Senate debates

Wednesday, 24 February 2010

Matters of Public Interest

Muscular Dystrophy

1:25 pm

Photo of Jan McLucasJan McLucas (Queensland, Australian Labor Party) Share this | | Hansard source

I rise today to talk about muscular dystrophy and the effect it has on those who have been diagnosed and their families. Neuromuscular disorders are not terribly prevalent in our country. There are 60 separate disorders which have in common the progressive and irreversible wasting of muscle tissue. They include muscular dystrophies, spinal muscular dystrophies, motor neurone diseases and peripheral neuropathies. One in 1,000 people are affected—that is, 30,000 children and adults in Australia have been diagnosed.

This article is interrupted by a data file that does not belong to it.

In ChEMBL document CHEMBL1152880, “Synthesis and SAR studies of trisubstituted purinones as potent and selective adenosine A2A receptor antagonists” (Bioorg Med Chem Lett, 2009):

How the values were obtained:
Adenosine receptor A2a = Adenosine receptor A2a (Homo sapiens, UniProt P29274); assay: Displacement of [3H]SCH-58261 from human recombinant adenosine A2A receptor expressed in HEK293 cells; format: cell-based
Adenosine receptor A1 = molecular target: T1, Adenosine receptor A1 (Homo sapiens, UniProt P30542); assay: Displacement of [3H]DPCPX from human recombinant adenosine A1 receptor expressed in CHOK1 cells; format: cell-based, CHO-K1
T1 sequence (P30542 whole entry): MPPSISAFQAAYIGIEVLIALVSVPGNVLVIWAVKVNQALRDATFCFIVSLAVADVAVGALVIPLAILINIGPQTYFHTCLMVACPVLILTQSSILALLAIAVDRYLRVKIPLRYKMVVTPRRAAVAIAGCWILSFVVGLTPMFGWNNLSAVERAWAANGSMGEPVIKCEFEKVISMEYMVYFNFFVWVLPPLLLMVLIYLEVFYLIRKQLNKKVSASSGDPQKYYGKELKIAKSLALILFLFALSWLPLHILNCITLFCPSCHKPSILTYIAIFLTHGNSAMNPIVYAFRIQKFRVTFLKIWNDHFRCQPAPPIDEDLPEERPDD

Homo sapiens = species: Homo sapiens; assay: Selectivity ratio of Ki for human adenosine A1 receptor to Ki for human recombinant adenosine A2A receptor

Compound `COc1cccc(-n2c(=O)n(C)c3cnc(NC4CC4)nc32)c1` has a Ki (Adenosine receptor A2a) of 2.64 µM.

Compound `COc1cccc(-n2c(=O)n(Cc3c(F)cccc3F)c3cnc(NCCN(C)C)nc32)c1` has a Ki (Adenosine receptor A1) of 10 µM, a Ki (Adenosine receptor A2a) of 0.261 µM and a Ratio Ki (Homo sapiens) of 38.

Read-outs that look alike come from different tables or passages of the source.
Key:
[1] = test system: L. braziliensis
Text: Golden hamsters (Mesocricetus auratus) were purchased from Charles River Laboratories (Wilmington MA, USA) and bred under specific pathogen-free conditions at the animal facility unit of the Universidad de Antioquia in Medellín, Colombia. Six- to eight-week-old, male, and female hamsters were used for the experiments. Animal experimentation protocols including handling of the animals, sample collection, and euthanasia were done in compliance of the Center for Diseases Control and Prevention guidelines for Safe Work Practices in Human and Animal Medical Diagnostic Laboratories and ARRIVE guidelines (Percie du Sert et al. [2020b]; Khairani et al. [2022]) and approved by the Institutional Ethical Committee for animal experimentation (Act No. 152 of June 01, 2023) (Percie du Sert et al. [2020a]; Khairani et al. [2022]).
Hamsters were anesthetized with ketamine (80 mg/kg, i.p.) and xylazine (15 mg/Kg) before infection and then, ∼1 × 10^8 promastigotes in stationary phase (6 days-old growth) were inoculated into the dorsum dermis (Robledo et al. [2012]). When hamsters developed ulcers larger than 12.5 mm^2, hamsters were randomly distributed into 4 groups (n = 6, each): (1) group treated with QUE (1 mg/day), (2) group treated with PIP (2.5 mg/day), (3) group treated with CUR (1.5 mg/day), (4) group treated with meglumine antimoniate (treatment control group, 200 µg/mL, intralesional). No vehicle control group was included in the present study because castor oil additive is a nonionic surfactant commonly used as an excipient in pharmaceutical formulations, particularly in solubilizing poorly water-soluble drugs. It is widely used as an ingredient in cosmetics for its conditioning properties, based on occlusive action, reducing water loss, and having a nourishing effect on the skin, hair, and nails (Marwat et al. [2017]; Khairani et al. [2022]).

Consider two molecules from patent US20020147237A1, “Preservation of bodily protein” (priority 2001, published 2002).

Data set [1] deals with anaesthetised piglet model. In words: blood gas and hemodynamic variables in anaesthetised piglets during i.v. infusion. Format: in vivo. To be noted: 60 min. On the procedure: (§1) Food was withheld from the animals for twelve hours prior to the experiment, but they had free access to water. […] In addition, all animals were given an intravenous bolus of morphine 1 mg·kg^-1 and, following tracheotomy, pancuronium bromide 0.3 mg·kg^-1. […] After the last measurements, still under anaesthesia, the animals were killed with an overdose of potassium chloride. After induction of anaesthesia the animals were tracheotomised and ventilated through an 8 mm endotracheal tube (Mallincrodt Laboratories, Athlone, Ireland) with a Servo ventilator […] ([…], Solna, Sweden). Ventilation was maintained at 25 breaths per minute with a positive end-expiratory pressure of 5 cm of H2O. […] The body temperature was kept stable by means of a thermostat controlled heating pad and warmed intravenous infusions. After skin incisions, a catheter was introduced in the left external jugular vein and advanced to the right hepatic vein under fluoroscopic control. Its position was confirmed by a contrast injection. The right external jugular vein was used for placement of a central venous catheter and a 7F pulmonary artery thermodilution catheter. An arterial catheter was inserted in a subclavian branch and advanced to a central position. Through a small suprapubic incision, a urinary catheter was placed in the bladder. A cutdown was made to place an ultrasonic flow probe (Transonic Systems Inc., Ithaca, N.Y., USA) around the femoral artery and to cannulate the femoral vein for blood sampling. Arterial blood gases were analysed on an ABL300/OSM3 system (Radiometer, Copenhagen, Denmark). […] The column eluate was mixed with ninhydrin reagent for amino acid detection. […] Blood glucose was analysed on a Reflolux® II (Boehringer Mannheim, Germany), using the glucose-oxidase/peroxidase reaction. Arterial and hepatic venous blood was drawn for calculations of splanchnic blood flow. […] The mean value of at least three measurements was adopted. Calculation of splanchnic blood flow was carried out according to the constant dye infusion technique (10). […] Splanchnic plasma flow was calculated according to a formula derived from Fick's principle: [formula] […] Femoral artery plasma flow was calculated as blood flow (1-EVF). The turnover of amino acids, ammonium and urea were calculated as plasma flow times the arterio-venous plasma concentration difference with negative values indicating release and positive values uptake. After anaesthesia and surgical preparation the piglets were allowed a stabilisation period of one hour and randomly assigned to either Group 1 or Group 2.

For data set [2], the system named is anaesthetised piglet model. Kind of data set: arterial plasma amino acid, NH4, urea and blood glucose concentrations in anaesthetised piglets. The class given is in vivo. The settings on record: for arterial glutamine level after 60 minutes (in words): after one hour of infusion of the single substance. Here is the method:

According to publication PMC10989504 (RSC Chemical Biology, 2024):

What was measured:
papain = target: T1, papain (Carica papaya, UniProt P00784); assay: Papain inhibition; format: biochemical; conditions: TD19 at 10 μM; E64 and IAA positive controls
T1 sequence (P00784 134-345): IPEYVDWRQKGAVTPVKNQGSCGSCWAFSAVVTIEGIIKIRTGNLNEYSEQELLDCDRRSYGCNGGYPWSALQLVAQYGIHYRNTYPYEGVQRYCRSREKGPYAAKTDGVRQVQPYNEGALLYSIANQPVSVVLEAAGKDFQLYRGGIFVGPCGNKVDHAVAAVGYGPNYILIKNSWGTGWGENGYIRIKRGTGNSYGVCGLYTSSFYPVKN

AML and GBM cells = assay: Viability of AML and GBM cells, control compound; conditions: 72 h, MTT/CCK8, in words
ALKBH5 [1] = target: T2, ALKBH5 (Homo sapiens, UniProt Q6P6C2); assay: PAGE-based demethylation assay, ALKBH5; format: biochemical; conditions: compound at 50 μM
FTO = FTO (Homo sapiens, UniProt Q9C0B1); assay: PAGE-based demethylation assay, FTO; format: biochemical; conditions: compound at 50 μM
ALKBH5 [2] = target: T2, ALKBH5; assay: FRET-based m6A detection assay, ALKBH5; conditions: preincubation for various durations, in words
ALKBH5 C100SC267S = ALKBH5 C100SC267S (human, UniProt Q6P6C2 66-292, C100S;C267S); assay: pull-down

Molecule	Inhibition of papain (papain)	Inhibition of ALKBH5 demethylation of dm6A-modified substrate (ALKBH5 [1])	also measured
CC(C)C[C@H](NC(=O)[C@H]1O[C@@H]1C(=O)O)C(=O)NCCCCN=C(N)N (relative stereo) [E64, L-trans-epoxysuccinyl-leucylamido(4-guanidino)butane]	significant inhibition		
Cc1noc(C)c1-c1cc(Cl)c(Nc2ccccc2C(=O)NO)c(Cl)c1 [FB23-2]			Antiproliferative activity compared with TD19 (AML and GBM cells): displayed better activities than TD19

Today I want to specifically focus on Duchenne muscular dystrophy. Duchenne muscular dystrophy, DMD, and Becker muscular dystrophy, BMD, are progressive, degenerative muscle diseases affecting one in about 3,300 people, mainly boys. Until recently, there were no treatments available to halt the disease process or to restore muscle function. DMD is caused by alterations in the dystrophin gene that encodes for a protein essential for muscle integrity. Advances in gene technology, though, have facilitated potential treatment options to overcome the altered gene and to produce sufficient protein to restore the integrity of the muscle cells and improve muscle function.